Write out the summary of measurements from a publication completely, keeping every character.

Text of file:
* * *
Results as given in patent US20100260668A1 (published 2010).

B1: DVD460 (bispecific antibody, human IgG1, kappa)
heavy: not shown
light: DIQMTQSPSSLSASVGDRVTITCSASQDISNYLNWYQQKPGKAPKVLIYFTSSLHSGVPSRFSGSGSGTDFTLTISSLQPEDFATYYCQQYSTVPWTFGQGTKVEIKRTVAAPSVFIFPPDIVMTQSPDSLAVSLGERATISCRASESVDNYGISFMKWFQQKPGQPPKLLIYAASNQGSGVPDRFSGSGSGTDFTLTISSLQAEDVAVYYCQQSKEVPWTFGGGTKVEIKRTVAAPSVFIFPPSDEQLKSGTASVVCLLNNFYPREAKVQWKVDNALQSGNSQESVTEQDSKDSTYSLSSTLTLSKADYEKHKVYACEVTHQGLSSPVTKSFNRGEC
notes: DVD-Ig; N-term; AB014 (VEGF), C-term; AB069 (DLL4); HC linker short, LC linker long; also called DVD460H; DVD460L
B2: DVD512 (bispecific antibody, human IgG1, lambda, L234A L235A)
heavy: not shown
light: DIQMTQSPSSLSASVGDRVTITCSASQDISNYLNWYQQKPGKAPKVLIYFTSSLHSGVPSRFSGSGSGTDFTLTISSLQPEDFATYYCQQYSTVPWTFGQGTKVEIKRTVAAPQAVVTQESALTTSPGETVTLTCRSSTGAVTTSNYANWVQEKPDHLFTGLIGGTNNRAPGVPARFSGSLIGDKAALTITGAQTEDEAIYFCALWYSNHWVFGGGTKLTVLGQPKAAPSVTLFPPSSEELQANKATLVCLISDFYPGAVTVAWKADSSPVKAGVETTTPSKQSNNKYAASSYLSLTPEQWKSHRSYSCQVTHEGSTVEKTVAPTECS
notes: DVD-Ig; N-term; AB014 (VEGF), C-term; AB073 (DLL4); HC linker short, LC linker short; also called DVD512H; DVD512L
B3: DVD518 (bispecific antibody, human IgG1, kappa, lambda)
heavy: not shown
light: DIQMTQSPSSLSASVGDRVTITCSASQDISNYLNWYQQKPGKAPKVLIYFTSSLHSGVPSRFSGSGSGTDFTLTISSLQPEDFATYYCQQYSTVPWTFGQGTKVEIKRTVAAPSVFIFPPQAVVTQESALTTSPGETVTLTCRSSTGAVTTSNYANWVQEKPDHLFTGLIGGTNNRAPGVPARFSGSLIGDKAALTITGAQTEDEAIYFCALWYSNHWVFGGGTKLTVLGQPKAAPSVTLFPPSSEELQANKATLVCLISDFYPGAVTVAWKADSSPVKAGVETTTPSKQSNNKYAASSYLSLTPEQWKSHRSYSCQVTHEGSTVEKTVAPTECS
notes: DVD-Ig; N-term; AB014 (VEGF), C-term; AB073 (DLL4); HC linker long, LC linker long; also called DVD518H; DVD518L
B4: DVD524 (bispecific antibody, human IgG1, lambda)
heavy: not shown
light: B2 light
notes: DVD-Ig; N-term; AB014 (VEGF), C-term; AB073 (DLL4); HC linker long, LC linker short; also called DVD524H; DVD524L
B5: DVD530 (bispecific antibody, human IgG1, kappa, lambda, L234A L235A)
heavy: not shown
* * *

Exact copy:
Results as given in patent US20100260668A1 (published 2010).

B1: DVD460 (bispecific antibody, human IgG1, kappa)
heavy: not shown
light: DIQMTQSPSSLSASVGDRVTITCSASQDISNYLNWYQQKPGKAPKVLIYFTSSLHSGVPSRFSGSGSGTDFTLTISSLQPEDFATYYCQQYSTVPWTFGQGTKVEIKRTVAAPSVFIFPPDIVMTQSPDSLAVSLGERATISCRASESVDNYGISFMKWFQQKPGQPPKLLIYAASNQGSGVPDRFSGSGSGTDFTLTISSLQAEDVAVYYCQQSKEVPWTFGGGTKVEIKRTVAAPSVFIFPPSDEQLKSGTASVVCLLNNFYPREAKVQWKVDNALQSGNSQESVTEQDSKDSTYSLSSTLTLSKADYEKHKVYACEVTHQGLSSPVTKSFNRGEC
notes: DVD-Ig; N-term; AB014 (VEGF), C-term; AB069 (DLL4); HC linker short, LC linker long; also called DVD460H; DVD460L
B2: DVD512 (bispecific antibody, human IgG1, lambda, L234A L235A)
heavy: not shown
light: DIQMTQSPSSLSASVGDRVTITCSASQDISNYLNWYQQKPGKAPKVLIYFTSSLHSGVPSRFSGSGSGTDFTLTISSLQPEDFATYYCQQYSTVPWTFGQGTKVEIKRTVAAPQAVVTQESALTTSPGETVTLTCRSSTGAVTTSNYANWVQEKPDHLFTGLIGGTNNRAPGVPARFSGSLIGDKAALTITGAQTEDEAIYFCALWYSNHWVFGGGTKLTVLGQPKAAPSVTLFPPSSEELQANKATLVCLISDFYPGAVTVAWKADSSPVKAGVETTTPSKQSNNKYAASSYLSLTPEQWKSHRSYSCQVTHEGSTVEKTVAPTECS
notes: DVD-Ig; N-term; AB014 (VEGF), C-term; AB073 (DLL4); HC linker short, LC linker short; also called DVD512H; DVD512L
B3: DVD518 (bispecific antibody, human IgG1, kappa, lambda)
heavy: not shown
light: DIQMTQSPSSLSASVGDRVTITCSASQDISNYLNWYQQKPGKAPKVLIYFTSSLHSGVPSRFSGSGSGTDFTLTISSLQPEDFATYYCQQYSTVPWTFGQGTKVEIKRTVAAPSVFIFPPQAVVTQESALTTSPGETVTLTCRSSTGAVTTSNYANWVQEKPDHLFTGLIGGTNNRAPGVPARFSGSLIGDKAALTITGAQTEDEAIYFCALWYSNHWVFGGGTKLTVLGQPKAAPSVTLFPPSSEELQANKATLVCLISDFYPGAVTVAWKADSSPVKAGVETTTPSKQSNNKYAASSYLSLTPEQWKSHRSYSCQVTHEGSTVEKTVAPTECS
notes: DVD-Ig; N-term; AB014 (VEGF), C-term; AB073 (DLL4); HC linker long, LC linker long; also called DVD518H; DVD518L
B4: DVD524 (bispecific antibody, human IgG1, lambda)
heavy: not shown
light: B2 light
notes: DVD-Ig; N-term; AB014 (VEGF), C-term; AB073 (DLL4); HC linker long, LC linker short; also called DVD524H; DVD524L
B5: DVD530 (bispecific antibody, human IgG1, kappa, lambda, L234A L235A)
heavy: not shown